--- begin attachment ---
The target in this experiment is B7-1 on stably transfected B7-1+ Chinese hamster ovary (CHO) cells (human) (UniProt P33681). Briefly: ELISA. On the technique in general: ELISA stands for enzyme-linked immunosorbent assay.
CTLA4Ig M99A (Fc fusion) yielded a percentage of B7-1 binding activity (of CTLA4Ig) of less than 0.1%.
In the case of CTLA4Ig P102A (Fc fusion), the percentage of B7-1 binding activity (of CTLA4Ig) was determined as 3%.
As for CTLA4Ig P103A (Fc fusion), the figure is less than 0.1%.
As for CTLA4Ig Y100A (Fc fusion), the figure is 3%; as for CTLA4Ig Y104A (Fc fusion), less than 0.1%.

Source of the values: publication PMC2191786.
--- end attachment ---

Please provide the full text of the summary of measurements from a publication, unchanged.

The target in this experiment is B7-1 on stably transfected B7-1+ Chinese hamster ovary (CHO) cells (human) (UniProt P33681). Briefly: ELISA. On the technique in general: ELISA stands for enzyme-linked immunosorbent assay.
CTLA4Ig M99A (Fc fusion) yielded a percentage of B7-1 binding activity (of CTLA4Ig) of less than 0.1%.
In the case of CTLA4Ig P102A (Fc fusion), the percentage of B7-1 binding activity (of CTLA4Ig) was determined as 3%.
As for CTLA4Ig P103A (Fc fusion), the figure is less than 0.1%.
As for CTLA4Ig Y100A (Fc fusion), the figure is 3%; as for CTLA4Ig Y104A (Fc fusion), less than 0.1%.

Source of the values: publication PMC2191786.